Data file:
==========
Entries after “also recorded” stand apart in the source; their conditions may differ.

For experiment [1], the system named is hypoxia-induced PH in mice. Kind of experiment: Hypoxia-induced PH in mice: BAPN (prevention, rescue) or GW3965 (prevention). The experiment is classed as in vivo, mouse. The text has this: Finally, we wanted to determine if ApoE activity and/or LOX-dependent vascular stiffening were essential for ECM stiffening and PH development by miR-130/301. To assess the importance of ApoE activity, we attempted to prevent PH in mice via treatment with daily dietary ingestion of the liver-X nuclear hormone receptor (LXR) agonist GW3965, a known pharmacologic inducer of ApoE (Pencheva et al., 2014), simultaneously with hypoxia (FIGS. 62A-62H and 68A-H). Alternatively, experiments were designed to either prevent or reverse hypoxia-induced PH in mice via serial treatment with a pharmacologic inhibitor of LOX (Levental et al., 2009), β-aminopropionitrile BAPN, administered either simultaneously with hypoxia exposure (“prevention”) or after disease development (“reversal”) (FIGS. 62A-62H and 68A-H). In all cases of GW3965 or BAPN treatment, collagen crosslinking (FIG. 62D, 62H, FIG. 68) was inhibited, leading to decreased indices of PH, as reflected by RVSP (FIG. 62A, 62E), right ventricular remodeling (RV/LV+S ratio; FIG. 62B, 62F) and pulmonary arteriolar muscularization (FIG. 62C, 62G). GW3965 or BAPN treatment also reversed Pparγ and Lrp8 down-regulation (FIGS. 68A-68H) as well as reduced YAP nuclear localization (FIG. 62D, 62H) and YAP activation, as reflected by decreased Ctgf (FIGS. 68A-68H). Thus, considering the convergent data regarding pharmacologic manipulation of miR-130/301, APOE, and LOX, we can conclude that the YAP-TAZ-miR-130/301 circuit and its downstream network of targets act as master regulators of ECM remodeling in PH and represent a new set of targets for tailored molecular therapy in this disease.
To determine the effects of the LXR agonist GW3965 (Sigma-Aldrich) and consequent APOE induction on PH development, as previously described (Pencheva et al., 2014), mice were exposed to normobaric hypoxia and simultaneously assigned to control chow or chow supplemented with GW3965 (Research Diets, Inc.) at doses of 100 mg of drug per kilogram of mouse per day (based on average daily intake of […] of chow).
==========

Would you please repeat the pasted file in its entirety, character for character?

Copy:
Entries after “also recorded” stand apart in the source; their conditions may differ.

For experiment [1], the system named is hypoxia-induced PH in mice. Kind of experiment: Hypoxia-induced PH in mice: BAPN (prevention, rescue) or GW3965 (prevention). The experiment is classed as in vivo, mouse. The text has this: Finally, we wanted to determine if ApoE activity and/or LOX-dependent vascular stiffening were essential for ECM stiffening and PH development by miR-130/301. To assess the importance of ApoE activity, we attempted to prevent PH in mice via treatment with daily dietary ingestion of the liver-X nuclear hormone receptor (LXR) agonist GW3965, a known pharmacologic inducer of ApoE (Pencheva et al., 2014), simultaneously with hypoxia (FIGS. 62A-62H and 68A-H). Alternatively, experiments were designed to either prevent or reverse hypoxia-induced PH in mice via serial treatment with a pharmacologic inhibitor of LOX (Levental et al., 2009), β-aminopropionitrile BAPN, administered either simultaneously with hypoxia exposure (“prevention”) or after disease development (“reversal”) (FIGS. 62A-62H and 68A-H). In all cases of GW3965 or BAPN treatment, collagen crosslinking (FIG. 62D, 62H, FIG. 68) was inhibited, leading to decreased indices of PH, as reflected by RVSP (FIG. 62A, 62E), right ventricular remodeling (RV/LV+S ratio; FIG. 62B, 62F) and pulmonary arteriolar muscularization (FIG. 62C, 62G). GW3965 or BAPN treatment also reversed Pparγ and Lrp8 down-regulation (FIGS. 68A-68H) as well as reduced YAP nuclear localization (FIG. 62D, 62H) and YAP activation, as reflected by decreased Ctgf (FIGS. 68A-68H). Thus, considering the convergent data regarding pharmacologic manipulation of miR-130/301, APOE, and LOX, we can conclude that the YAP-TAZ-miR-130/301 circuit and its downstream network of targets act as master regulators of ECM remodeling in PH and represent a new set of targets for tailored molecular therapy in this disease.
To determine the effects of the LXR agonist GW3965 (Sigma-Aldrich) and consequent APOE induction on PH development, as previously described (Pencheva et al., 2014), mice were exposed to normobaric hypoxia and simultaneously assigned to control chow or chow supplemented with GW3965 (Research Diets, Inc.) at doses of 100 mg of drug per kilogram of mouse per day (based on average daily intake of […] of chow).